Thursday, 29 August 2019

Elachbutting Rock Trip–Day 3

Last night was considerably warmer that the first night when I almost shivered in my thick Fairydown Everest model sleeping bag. I bought this bag before we were married and usually I overheat in it, but nights in the desert can get bitter.  The dry air and lack of vegetation allow the daytime heat to rapidly dissipate.  I also tend to rise at first light in an effort to cook and eat breakfast prior to the arrival of the flies.  Yes… I don’t like sharing my breakfast!  Of course that means dinner is usually eaten after dusk.  So two meals a day! 

Today we visited three different rock locations.  The largest and most interesting was Baladjie Rock beside Lake Baladjie.   Rather than take all three vehicles I travelled in my brother’s Toyota.  He could scratch his paintwork bashing through the scrub Smile


The first feature had some interesting gnamma holes.  A gnamma hole is a cavity formed in hard rock which can sometimes contain water.  The Australian Aborigines would know the locations of the holes and use them as a source of drinking water.  Something the early European explorers and settlers adopted.


This particular rock wasn’t particularly high but then the terrain was so flat it still made an acceptable survey point.


Looking west back towards the pastoral land


And to the east vast areas of not much


Various interesting rock formations create by wind and rain



Lake Baladjie is a salt lake.  In the winter it contains water with a significant level of salinity, whilst during the summer it would be a sea of white salt


Janet went rock climbing


On top of that large boulder held in place by weight and friction.


More interesting shapes and colours in the rock formed by the climate.


That evening I managed to give myself food poisoning….. Have I mentioned I’m a rotten cook?

Wednesday, 28 August 2019

Elachbutting Rock Trip–Day 2

An opportunity to explore Elachbutting Rock today.  It’s sandstone like Uluru (Ayres Rock) but is much smaller and not a monolith (one piece).  The rock changes colour with the sun and rain.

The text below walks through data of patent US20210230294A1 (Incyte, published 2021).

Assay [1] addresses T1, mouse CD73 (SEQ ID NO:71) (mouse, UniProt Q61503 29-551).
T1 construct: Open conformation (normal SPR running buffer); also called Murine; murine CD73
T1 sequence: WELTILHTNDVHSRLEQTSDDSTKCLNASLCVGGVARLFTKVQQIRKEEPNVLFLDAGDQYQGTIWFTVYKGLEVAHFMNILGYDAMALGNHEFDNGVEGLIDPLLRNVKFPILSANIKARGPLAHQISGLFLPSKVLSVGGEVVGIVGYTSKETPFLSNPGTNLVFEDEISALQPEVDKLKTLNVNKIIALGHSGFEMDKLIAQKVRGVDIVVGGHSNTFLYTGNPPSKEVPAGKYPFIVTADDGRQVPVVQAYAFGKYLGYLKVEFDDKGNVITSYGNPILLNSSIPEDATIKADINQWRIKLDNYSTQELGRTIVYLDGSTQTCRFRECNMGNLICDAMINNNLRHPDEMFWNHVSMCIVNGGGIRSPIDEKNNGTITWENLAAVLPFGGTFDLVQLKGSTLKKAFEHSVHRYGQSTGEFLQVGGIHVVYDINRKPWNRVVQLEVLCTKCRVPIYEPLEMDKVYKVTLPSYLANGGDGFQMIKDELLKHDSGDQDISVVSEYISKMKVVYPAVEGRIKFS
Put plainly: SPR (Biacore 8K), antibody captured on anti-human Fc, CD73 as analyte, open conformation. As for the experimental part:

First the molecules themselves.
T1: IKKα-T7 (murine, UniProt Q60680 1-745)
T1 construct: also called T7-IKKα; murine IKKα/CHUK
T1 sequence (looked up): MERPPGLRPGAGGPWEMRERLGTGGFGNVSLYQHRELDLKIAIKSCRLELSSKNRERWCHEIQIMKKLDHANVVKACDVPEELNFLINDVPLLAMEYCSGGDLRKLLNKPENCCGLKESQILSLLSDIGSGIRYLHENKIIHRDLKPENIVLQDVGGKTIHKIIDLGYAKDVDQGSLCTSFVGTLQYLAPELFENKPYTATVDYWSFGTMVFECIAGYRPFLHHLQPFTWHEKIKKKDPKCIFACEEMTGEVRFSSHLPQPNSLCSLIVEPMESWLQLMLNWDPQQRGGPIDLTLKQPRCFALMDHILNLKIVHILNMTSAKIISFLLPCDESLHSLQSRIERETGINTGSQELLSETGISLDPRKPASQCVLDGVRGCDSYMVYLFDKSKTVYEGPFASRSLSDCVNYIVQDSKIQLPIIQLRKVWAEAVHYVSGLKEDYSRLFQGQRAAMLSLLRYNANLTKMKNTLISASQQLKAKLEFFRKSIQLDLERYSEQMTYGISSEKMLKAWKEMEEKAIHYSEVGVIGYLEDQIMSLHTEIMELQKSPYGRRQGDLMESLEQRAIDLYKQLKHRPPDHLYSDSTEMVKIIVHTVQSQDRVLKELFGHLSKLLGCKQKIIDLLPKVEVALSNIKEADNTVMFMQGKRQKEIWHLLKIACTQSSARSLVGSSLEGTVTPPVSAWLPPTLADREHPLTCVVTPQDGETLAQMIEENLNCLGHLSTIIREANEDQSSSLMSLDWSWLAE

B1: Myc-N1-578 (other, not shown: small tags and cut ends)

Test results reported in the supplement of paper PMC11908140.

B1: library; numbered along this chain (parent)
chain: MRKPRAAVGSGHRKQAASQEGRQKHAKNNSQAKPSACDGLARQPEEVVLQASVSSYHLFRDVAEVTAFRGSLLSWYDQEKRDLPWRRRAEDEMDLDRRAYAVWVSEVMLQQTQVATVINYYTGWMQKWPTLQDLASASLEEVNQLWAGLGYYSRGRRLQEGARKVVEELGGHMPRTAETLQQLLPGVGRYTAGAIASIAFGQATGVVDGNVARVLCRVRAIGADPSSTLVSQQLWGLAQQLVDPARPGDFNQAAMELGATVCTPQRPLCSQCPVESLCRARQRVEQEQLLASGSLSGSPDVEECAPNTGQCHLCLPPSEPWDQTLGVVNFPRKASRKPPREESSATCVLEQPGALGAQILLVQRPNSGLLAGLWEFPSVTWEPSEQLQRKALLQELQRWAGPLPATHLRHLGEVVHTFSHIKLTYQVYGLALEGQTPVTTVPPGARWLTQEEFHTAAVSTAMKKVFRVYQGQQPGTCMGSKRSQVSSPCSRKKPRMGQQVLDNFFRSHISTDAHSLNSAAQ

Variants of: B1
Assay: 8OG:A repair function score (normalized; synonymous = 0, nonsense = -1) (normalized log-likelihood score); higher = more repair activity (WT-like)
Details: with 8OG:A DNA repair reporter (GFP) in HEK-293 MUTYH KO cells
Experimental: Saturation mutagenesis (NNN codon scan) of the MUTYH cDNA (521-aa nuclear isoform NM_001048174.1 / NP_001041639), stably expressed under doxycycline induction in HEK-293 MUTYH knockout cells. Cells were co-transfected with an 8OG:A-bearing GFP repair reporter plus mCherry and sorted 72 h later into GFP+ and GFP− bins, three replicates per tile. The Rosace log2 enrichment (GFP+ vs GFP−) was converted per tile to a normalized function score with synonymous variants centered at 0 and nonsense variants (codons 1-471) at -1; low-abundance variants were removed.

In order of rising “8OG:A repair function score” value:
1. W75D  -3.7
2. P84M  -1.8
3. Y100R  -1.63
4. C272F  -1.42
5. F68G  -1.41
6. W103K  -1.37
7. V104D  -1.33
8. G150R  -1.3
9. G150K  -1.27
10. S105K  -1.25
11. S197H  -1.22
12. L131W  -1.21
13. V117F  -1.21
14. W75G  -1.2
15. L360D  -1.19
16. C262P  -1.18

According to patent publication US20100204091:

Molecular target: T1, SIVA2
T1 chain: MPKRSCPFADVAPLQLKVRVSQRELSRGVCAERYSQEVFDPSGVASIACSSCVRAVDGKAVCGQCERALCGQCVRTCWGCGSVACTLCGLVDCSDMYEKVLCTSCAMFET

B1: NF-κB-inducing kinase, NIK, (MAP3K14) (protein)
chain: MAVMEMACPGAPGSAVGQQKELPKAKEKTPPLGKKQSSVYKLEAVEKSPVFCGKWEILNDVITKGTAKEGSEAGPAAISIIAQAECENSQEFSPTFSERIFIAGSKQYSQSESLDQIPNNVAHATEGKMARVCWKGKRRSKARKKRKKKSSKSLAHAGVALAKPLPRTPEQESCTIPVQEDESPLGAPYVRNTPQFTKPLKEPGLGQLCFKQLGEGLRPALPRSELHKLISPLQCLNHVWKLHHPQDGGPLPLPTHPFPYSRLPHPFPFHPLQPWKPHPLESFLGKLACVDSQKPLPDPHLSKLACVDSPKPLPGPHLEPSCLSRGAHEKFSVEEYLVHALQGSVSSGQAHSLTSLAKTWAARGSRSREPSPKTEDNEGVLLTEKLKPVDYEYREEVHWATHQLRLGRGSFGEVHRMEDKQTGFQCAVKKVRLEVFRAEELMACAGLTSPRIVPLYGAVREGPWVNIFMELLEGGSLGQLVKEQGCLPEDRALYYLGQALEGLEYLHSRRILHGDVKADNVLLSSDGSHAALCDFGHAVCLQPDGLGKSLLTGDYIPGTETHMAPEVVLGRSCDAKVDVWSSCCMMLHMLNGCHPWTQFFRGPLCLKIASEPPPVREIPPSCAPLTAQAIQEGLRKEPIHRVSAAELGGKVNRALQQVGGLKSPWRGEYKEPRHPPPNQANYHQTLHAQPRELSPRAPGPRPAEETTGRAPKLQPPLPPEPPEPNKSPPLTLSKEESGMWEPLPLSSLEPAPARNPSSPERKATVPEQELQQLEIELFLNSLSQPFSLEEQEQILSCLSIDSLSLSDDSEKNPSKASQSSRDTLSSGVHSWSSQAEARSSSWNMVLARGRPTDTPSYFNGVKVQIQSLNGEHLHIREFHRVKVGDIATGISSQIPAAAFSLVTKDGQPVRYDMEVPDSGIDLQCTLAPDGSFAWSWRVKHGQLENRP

There is a 4x4 track to the top which eliminates the need to climb.  From the top there are 360 deg views of the surrounding area.  To the west and south are wheatfields.


The pastoralist to the west has planted one field with rows of trees.  One assumes it’s either a strategy to reduce salt contamination or perhaps he’s earning extra cash being paid for carbon sequestering.


The view to the south. 


Australian flora has to be particularly hardy as rainfall is very infrequent.  Vegetation was growing on the top of the rock in the shallow crevasses formed by erosion.


These prickly orange plans were hanging on to life along the edge of the natural drain


On the west side of the rock is a track to Monty’s Pass and the ‘Wave’.


Monty’s Pass is a tunnel through the rock formed by a huge chunk of the rock breaking away from the main formation sliding down to create a gap.


Jenny stands in the entrance

The tunnel is approximately 30 metres long with some smaller broken pieces at the far end.


It’s only once you’ve scrambled out of the far end you look up and notice Guillotine Rock hanging ominously above your head.  



All the sandstone rocks in this part of Australia appear to have numerous cracks and I suspect these are what causes large portions of rock to break away from the main structure.  Infrequent rainwater would leak into the cracks and the freeze during the bitterly cold nights.  The expansion would create sufficient force to break off sizeable portions.

Janet found a natural seat


Just me unsuccessfully attempting to be “arty”


The other notable features on this side of the rock are the caves and the wave formation formed by the wind an rain.



And the ‘Wave’.  not as big as the Wave at Hyden but much less visited.


I cooked dinner that night.  My plan was to use the camp over to cook a pork roast with roast potatoes and corn on the cob.  The first step was to get a fire going for some embers.


I lined the oven with foil and fitted my home made trivet in the base.  It was only when I placed the pork in the oven I realised there wouldn’t be room for the vegies.


The solution was to individually wrap the vegies and add them directly to the embers.  The port stayed in the fire for three hours which was probably 20 minutes too long.  It was just starting to get a little dry.  However the crackling was crisp and tasty.